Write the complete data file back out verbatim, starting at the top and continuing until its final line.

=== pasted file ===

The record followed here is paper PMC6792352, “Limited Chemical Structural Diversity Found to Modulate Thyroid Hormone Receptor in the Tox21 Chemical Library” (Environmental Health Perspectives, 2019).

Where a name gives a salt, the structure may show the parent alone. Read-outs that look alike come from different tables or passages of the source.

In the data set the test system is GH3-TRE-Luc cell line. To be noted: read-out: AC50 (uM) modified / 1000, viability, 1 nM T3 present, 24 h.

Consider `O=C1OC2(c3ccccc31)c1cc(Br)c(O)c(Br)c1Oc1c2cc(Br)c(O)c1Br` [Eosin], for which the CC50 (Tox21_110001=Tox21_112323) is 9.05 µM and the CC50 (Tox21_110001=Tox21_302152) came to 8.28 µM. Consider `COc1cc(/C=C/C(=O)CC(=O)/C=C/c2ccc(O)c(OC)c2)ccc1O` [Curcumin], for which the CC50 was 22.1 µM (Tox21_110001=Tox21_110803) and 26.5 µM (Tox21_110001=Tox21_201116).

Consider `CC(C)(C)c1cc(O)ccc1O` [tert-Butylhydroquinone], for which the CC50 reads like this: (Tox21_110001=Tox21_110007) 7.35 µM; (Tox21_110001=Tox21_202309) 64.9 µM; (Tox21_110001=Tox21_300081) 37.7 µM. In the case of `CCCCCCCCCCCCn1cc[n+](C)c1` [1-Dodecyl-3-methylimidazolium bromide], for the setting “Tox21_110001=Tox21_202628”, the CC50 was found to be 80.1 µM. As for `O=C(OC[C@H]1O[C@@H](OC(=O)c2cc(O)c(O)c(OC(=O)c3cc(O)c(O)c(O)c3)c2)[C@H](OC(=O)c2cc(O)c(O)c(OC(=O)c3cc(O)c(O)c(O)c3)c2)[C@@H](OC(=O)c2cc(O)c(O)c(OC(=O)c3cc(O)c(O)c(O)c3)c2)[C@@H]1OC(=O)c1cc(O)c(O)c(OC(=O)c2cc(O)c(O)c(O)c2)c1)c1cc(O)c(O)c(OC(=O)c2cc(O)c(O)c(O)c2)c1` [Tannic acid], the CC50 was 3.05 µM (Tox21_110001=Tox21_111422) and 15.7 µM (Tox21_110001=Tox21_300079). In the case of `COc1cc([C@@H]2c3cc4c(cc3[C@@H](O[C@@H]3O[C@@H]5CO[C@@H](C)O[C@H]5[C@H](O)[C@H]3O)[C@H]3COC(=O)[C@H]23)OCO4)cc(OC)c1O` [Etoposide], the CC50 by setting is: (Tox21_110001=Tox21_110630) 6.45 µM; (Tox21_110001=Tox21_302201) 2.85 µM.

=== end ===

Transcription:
The record followed here is paper PMC6792352, “Limited Chemical Structural Diversity Found to Modulate Thyroid Hormone Receptor in the Tox21 Chemical Library” (Environmental Health Perspectives, 2019).

Where a name gives a salt, the structure may show the parent alone. Read-outs that look alike come from different tables or passages of the source.

In the data set the test system is GH3-TRE-Luc cell line. To be noted: read-out: AC50 (uM) modified / 1000, viability, 1 nM T3 present, 24 h.

Consider `O=C1OC2(c3ccccc31)c1cc(Br)c(O)c(Br)c1Oc1c2cc(Br)c(O)c1Br` [Eosin], for which the CC50 (Tox21_110001=Tox21_112323) is 9.05 µM and the CC50 (Tox21_110001=Tox21_302152) came to 8.28 µM. Consider `COc1cc(/C=C/C(=O)CC(=O)/C=C/c2ccc(O)c(OC)c2)ccc1O` [Curcumin], for which the CC50 was 22.1 µM (Tox21_110001=Tox21_110803) and 26.5 µM (Tox21_110001=Tox21_201116).

Consider `CC(C)(C)c1cc(O)ccc1O` [tert-Butylhydroquinone], for which the CC50 reads like this: (Tox21_110001=Tox21_110007) 7.35 µM; (Tox21_110001=Tox21_202309) 64.9 µM; (Tox21_110001=Tox21_300081) 37.7 µM. In the case of `CCCCCCCCCCCCn1cc[n+](C)c1` [1-Dodecyl-3-methylimidazolium bromide], for the setting “Tox21_110001=Tox21_202628”, the CC50 was found to be 80.1 µM. As for `O=C(OC[C@H]1O[C@@H](OC(=O)c2cc(O)c(O)c(OC(=O)c3cc(O)c(O)c(O)c3)c2)[C@H](OC(=O)c2cc(O)c(O)c(OC(=O)c3cc(O)c(O)c(O)c3)c2)[C@@H](OC(=O)c2cc(O)c(O)c(OC(=O)c3cc(O)c(O)c(O)c3)c2)[C@@H]1OC(=O)c1cc(O)c(O)c(OC(=O)c2cc(O)c(O)c(O)c2)c1)c1cc(O)c(O)c(OC(=O)c2cc(O)c(O)c(O)c2)c1` [Tannic acid], the CC50 was 3.05 µM (Tox21_110001=Tox21_111422) and 15.7 µM (Tox21_110001=Tox21_300079). In the case of `COc1cc([C@@H]2c3cc4c(cc3[C@@H](O[C@@H]3O[C@@H]5CO[C@@H](C)O[C@H]5[C@H](O)[C@H]3O)[C@H]3COC(=O)[C@H]23)OCO4)cc(OC)c1O` [Etoposide], the CC50 by setting is: (Tox21_110001=Tox21_110630) 6.45 µM; (Tox21_110001=Tox21_302201) 2.85 µM.